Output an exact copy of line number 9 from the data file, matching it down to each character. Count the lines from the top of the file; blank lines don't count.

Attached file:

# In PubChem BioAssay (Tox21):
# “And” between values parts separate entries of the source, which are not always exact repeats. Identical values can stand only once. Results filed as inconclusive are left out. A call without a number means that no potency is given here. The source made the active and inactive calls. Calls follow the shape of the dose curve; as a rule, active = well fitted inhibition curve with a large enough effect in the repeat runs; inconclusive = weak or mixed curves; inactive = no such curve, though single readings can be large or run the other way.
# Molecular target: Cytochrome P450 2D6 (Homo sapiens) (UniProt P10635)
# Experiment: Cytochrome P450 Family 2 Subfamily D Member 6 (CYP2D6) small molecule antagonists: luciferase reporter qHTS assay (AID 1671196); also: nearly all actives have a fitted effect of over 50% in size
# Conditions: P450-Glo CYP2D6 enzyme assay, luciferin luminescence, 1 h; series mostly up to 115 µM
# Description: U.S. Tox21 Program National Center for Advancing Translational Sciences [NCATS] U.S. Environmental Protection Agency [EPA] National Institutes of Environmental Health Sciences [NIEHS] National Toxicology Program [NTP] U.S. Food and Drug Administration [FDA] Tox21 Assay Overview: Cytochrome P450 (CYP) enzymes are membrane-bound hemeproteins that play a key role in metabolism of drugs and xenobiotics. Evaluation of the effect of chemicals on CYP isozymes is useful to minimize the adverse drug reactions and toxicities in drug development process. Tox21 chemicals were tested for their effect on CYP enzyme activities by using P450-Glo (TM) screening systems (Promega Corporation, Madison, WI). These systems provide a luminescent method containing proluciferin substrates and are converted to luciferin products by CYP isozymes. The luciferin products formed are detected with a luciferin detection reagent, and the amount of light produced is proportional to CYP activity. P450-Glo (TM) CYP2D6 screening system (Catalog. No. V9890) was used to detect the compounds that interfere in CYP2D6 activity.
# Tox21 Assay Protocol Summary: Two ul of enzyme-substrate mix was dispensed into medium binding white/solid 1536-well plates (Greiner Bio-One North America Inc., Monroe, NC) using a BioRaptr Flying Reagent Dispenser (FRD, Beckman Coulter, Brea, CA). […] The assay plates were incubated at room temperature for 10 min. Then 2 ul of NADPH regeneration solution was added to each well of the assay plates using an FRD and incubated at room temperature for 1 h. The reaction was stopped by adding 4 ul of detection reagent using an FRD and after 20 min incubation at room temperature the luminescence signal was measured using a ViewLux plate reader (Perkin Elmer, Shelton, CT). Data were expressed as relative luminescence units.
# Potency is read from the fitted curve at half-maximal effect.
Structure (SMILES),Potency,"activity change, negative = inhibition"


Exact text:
Structure (SMILES),Potency,"activity change, negative = inhibition"